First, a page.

Saturday, November 3, 2007

Anatomy Trains and martial arts

Anatomy Trains? What the heck is that? Well, this weekend I've been attending a bodywork class of the same name and it's an introduction into a form of bodywork known as Kinesis Myofascial Integration. Huh? Let's begin by talking about fascia. Fascia is this thin connective tissue that covers organs, muscles. It's found in the brain, it's found everywhere. It basically connects the entire body (muscles, organs, etc.) underneath the skin like a wet suit and when injury or bad postural habits affects this system many dysfunctions can occur within the structure as a whole. Anatomy Trains are a series of fascial meridians throughout the body. They cover the front and back of the body, both sides, spirally and in the arms. There are a few more but we haven't covered them yet, so stay tuned. So, how does this in any way pertain to the martial arts? Because of how we move in the martial arts. Each of these meridian affects the way we move and when there is dysfunction we do not move in efficient ways. Have you ever experienced a stiff neck, pain in the lower back, headaches? Well, those pains are most likely due to fascial restrictions, which in turn affect the muscles, nerves, circulation, you name it. IT'S ALL CONNECTED! Getting proper bodywork to release those restrictions in the fascia will open up a whole new world of movement in your martial arts practice. Until we learn to move in ways that don't cause habitual restrictions in our tissues we cannot move efficiently therefore cannot put our best behind each punch, each kick. We put what we have available to us into our practice, which can be good enough. But wouldn't it be so much better to move freer? Personally I have not gone through the series of KMI sessions. KMI is Rolfing focusing on the Anatomy Trains. KMI views the body by seeing where the restrictions are along those Anatomy Trains. It is an incredibly efficient bodywork system and I highly recommend it to any martial artist wanting their body discomforts to stop. Of course after the 12 sessions you must own your new "you", change your habits and make new, better ways of moving. The thing is, when all of the Anatomy Trains are moving in concert with each other you get a beautifully functioning body.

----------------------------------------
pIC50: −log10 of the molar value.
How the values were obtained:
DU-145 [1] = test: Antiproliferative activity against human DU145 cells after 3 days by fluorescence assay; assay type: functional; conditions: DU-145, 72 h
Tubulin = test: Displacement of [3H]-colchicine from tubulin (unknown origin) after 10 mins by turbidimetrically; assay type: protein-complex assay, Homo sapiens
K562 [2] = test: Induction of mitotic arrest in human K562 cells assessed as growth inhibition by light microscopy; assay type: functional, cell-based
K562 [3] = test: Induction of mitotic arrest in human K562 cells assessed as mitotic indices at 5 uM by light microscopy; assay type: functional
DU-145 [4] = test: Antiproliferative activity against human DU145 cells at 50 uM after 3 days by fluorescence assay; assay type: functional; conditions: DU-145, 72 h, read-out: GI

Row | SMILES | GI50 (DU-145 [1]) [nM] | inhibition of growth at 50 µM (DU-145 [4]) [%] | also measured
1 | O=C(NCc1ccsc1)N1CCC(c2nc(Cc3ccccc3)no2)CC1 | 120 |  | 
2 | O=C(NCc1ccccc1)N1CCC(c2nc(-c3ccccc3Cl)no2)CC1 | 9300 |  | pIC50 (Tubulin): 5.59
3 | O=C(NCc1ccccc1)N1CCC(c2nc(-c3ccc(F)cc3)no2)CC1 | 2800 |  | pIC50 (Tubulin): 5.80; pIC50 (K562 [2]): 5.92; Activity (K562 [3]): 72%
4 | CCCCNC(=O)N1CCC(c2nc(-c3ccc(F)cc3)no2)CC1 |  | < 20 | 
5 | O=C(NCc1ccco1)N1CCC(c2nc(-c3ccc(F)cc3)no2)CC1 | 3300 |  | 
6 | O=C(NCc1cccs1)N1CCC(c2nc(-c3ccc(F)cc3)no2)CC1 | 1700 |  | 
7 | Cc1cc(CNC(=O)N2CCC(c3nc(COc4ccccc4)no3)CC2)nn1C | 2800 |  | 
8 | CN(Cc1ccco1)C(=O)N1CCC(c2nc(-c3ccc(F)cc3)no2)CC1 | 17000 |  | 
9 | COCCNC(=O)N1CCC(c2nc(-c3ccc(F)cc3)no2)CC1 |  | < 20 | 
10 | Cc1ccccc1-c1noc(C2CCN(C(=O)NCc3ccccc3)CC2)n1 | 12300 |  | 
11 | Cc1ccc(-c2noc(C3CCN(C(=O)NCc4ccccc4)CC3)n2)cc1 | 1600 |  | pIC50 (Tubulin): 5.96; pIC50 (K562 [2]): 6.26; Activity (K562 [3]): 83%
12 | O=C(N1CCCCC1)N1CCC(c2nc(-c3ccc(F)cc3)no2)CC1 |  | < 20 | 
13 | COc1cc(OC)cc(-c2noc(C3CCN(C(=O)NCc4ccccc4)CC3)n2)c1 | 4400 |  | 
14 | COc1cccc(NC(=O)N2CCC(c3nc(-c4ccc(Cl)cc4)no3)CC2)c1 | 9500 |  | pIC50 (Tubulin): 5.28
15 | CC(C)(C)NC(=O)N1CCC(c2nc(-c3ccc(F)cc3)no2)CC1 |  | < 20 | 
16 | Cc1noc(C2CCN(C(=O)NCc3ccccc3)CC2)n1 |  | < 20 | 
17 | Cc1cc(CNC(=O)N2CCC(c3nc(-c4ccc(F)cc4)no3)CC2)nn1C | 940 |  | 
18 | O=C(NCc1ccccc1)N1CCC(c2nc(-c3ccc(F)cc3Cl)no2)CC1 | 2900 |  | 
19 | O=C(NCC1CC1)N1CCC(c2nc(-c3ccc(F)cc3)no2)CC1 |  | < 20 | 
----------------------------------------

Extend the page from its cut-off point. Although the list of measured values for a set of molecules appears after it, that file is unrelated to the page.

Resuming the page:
1 comment:

Ben, LMT said...

I really love Myer's Anatomy Trains approach. It's a unique and "correct" way of looking at structure via fascia.

Ben, LMT